What to Consider When You’re Looking Into Bankruptcy for Your Business

Embarking on a journey into the world of business is like a rollercoaster ride. Most days you’ll have your ups, but some days you’ll have your downs too. In any one of your down moments in business, you may have turned to borrowing money for you to continue pursuing your endeavor.

However, if you still haven’t paid back some of the money that you borrowed despite already exhausting all efforts to fulfill your obligation as a debtor; you might want to declare your business bankrupt instead. But before filing for it in court, listed below are some of the things for you to consider when you’re looking into bankruptcy for your business:

Looking Into Bankruptcy for Your Business

1) Three of the most common types of bankruptcy available at your disposal

If you’re considering to declare your business bankrupt as a final solution, here are three of the most common types of bankruptcy that you can use:

  • Chapter 13 wherein you have to come up with a detailed plan on how you’ll repay your creditors and file it in a bankruptcy court.
  • Chapter 11 wherein you have to reorganize your financial obligation to your creditors.
  • Chapter 7 wherein your business becomes liquidated, thus putting an end to it.

2) If your business is a sole proprietorship, you can file for either Chapter 13 or Chapter 11 bankruptcy so that you can continue running it

You might balk at the idea of shutting your business down, especially if you’ve put so much work into making it stay afloat amidst factors that might have led to its slow descent into bankruptcy. The good news is that you can declare your business as bankrupt without closing shop at all.

  • Declaring your business bankrupt under Chapter 13 protects your assets from seizure and subsequent sale.
  • However, filing for Chapter 13 comes with two sets of debt limits: one for secured debts like that loan you’ve taken out to lease commercial space, and the other for unsecured debts like when you used your business credit card to purchase some office equipment.
  • As Chapter 13’s debt limits are adjusted every three years in April; you would want to ensure that the money you owe your creditor is less than the current year’s secured or unsecured debt limits.
  • You can also consider filing for Chapter 11 instead of Chapter 13. However, as there’s no legal distinction at all between you and your business under a sole proprietorship setup, you might be forced to sell your assets once you declare Chapter 11. Thus, you should use Chapter 11 with caution.

3) On the other hand, you can file for Chapter 11 bankruptcy if your business is legally operating as either a partnership or corporation

Compared to if you’re running your business as a sole proprietorship, setting it up as either a partnership or corporation can help you reap the benefits that declaring it bankrupt under Chapter 11 has to offer.

  • Unlike Chapter 13, Chapter 11 doesn’t have any debt limits at all. Thus, corporations looking for a way out of their massive debts often resort to using Chapter 11 instead.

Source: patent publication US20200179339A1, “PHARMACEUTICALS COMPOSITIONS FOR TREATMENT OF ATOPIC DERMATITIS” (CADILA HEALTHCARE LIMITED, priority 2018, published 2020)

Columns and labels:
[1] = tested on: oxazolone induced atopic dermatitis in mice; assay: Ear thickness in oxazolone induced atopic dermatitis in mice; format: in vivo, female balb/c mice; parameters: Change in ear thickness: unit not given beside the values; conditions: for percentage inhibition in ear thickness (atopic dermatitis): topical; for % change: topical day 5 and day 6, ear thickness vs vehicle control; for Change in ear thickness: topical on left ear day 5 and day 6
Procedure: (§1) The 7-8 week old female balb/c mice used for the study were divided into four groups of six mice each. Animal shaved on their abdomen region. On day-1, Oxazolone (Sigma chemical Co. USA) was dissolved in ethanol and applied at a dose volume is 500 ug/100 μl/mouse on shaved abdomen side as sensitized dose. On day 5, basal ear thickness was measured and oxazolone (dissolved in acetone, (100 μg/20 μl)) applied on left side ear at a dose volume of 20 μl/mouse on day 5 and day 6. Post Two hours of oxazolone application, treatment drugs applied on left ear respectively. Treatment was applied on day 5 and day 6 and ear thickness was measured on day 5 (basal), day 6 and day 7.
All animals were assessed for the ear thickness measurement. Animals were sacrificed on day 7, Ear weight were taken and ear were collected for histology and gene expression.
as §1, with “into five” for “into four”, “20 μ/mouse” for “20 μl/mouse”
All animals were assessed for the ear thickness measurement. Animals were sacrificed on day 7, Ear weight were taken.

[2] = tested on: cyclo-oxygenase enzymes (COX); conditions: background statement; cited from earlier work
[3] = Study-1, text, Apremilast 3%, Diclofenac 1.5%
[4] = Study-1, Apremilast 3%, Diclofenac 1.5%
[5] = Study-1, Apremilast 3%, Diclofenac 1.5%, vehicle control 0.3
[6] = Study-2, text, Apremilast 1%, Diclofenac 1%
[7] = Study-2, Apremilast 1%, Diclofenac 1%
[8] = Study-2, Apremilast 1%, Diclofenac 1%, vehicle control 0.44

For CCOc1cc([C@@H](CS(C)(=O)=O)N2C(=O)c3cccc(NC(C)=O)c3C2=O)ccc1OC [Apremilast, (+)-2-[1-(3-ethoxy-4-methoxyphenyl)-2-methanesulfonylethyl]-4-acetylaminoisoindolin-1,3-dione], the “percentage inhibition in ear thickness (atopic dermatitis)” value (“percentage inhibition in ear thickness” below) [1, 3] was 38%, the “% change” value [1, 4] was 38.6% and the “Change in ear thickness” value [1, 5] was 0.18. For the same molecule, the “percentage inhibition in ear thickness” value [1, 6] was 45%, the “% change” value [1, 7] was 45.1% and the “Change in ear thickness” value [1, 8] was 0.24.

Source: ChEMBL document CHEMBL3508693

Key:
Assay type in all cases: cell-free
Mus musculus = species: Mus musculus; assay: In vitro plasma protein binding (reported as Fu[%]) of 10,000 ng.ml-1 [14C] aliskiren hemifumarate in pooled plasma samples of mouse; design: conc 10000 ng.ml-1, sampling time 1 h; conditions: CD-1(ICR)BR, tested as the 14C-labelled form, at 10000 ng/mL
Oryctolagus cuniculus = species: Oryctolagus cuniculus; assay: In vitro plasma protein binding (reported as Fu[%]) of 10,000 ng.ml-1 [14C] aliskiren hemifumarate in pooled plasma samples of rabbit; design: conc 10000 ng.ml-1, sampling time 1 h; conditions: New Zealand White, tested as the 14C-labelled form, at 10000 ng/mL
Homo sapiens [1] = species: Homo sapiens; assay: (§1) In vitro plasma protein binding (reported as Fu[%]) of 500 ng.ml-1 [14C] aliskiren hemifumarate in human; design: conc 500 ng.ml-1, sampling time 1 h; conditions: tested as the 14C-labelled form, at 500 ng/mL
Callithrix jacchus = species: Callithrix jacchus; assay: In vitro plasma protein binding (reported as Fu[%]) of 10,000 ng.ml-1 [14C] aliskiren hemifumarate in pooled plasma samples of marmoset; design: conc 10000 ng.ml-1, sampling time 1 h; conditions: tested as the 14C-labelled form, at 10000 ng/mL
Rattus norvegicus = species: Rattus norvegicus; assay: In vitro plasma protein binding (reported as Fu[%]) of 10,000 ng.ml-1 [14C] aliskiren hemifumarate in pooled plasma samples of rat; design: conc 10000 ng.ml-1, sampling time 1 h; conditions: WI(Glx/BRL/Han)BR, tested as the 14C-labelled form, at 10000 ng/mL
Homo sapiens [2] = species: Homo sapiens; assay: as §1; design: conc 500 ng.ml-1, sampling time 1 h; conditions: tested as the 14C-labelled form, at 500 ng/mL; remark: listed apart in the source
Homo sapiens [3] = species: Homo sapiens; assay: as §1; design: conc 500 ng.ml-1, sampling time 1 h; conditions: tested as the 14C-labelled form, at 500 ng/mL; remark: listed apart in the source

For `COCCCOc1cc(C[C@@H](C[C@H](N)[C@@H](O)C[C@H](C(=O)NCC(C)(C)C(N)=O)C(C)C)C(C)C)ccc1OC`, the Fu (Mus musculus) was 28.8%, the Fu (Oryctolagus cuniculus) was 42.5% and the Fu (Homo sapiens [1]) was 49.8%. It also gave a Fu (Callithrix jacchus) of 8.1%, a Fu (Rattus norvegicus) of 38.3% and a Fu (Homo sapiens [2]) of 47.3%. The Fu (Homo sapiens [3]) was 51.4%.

• Chapter 11 allows you to restructure your business debt by way of a reorganization plan wherein you have to indicate how much money you plan to give back to a certain creditor of yours and when do you plan on giving it to them.
  • The only problem with declaring Chapter 11 for your business though is that all the creditors who you owe money from would have to agree to your reorganization plan, and the bankruptcy court where you filed it would then have to approve it.

4) But if you want to shut your business down, you can file for Chapter 7 bankruptcy instead

When there’s no other choice left for you but to close shop so that you can repay the debt that you owe your creditors, you can declare your business bankrupt under Chapter 7.

Chapter 7 bankruptcy

  • Your business as a sole proprietorship can benefit from filing for Chapter 7 as it gets rid of your business and personal debts. However, most of your assets would be seized and sold under Chapter 7 with the money coming out of the sale itself used as repayment of your debt to your creditors. To know which of your assets you can keep, you would want to check your state’s bankruptcy exemptions.
  • If your business has been set up as either a partnership or corporation, filing for Chapter 7 doesn’t guarantee at all that your debts would get wiped clean even after most of your assets have been seized and sold. Thus, you should still figure out how you can pay your creditors back even after declaring Chapter 7 for your business.

Most – if not all – businesses have borrowed money at one point from people or institutions. However, some of them might find it easy to pay back the money that they borrowed, especially if they’re turning a profit for the most part. Your business, on the other hand, might have suffered from too many losses that you’re unable to pay all your creditors the money that you owe them. Thus, you would want to look into a bankruptcy lawyer and  read the above-listed items for you to consider when you’re looking into bankruptcy for your business so that you can re-assess if it’s the way to go for you.

Monika Hall is a businesswoman and has been a law writer for the past 12 years. She is currently writing a new law piece and hopes to impart her knowledge to others in her writing. Monika is forever a creative spirit. She always expresses herself with creative pieces such as poetry whenever she has the time.

About the author

Wilfrid Lee

Wilfrid Lee is the founder of Tech Motus. Working as an SEO Expert, started blogging recently on soul idea of sharing. Being fond of computers, mobiles and gadgets from childhood, would love to share my ideas and knowledge about ever evolving technology.

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